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Last Updated: Monday, 20 September, 2004, 11:04 GMT 12:04 UK
UN warns of deaths in Bangladesh
Children in Bangladesh
Millions of Bangladeshis including children now rely on food handouts
Bangladeshi children and women face acute malnutrition after devastating floods, the UN has warned.

The UN said that without intervention, the number of malnourished children in areas affected by floods could rise to one million within six to eight weeks.

"We are taking immediate steps," a UN Children's Fund (Unicef) official said.

In July, Bangladesh experienced its worst floods for six years, which left 600 people dead. The country was hit by another deluge of rain in September.

'Many may die'

Unicef spokeswoman Harriet Torleffe said that 15% of children up to five years old had been affected by the floods, which had left them in a "terrible position".

Floods in Dhaka
30m displaced or made homeless this year
More than 100,000 affected by water borne diseases
Estimated to have cost around $7bn worth of damage
At least 700 killed

In an interview with the BBC Bengali service, she warned that unless the government and the international community took action over the next two months, the number of children severely affected could approach one million.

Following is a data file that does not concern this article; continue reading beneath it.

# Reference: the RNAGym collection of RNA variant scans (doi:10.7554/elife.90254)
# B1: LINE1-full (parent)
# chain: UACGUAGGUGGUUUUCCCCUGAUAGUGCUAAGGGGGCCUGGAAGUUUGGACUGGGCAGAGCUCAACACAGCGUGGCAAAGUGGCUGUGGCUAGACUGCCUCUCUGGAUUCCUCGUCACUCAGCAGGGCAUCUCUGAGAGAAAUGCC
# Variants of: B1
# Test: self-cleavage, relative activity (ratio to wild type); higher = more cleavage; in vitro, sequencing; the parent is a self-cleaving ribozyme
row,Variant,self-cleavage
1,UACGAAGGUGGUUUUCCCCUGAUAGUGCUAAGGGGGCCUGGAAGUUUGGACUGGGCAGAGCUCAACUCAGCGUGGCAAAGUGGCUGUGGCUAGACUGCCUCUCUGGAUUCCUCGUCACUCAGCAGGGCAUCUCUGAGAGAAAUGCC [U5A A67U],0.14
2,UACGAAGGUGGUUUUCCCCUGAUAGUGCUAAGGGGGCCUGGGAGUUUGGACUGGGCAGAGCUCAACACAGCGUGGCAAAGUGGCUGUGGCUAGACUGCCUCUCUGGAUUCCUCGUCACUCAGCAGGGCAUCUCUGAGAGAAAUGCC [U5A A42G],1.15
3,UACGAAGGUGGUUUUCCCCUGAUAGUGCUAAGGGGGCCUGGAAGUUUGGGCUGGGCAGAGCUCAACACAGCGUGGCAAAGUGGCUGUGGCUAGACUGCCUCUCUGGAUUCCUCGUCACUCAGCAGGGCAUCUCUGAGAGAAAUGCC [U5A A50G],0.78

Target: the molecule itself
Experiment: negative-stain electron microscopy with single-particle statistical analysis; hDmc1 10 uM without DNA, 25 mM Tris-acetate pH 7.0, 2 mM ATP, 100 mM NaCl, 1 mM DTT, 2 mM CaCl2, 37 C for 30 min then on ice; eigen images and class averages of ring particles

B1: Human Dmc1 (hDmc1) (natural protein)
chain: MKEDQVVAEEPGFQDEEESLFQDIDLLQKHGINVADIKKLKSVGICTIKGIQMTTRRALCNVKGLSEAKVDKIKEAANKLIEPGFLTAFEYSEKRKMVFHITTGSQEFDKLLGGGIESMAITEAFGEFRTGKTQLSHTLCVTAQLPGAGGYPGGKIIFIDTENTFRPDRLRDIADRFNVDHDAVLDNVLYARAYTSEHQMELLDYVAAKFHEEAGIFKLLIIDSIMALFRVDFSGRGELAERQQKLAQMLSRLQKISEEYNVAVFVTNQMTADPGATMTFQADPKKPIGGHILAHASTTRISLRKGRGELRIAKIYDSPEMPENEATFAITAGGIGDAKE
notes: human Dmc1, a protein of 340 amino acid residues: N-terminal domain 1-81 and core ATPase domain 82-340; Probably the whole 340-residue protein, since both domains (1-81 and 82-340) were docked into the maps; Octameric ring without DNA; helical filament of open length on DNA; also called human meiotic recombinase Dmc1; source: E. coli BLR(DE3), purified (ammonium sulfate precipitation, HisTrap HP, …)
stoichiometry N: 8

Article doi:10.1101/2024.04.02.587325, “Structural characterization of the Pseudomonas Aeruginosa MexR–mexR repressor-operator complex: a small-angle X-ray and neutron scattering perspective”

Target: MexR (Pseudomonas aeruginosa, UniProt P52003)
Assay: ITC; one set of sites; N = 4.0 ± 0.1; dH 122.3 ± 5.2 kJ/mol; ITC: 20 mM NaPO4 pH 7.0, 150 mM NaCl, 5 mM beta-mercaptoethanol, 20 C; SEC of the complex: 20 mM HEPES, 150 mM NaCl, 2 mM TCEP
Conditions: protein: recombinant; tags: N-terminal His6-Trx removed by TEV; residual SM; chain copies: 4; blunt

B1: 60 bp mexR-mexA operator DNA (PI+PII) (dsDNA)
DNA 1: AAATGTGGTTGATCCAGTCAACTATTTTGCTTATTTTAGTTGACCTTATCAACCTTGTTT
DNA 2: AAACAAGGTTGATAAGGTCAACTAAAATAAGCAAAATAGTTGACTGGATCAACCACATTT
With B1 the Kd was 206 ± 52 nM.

"If action is not taken immediately, many will die," she said.

Both Unicef and the World Food Programme (WFP) have warned almost from the outset of the flooding that the period after the water recedes is the most dangerous.

That is when younger people in particular are more susceptible to waterborne diseases and when parents go without food because crops have been washed away.

More malnutrition

More than 100,000 people were affected by waterborne diseases in the aftermath of July's floods.

The government estimated they caused around $7bn of damage.

The UN says that poor sanitation and loss of family income have also contributed to increase the level of malnutrition among children.

The WFP and Unicef say they are working together to make sure nutritional supplements and extra food reach young children and breastfeeding or pregnant women.

The UN has described this year's floods as a "quiet disaster".

The BBC's Roland Buerk
"The UN calls this a quiet disaster"

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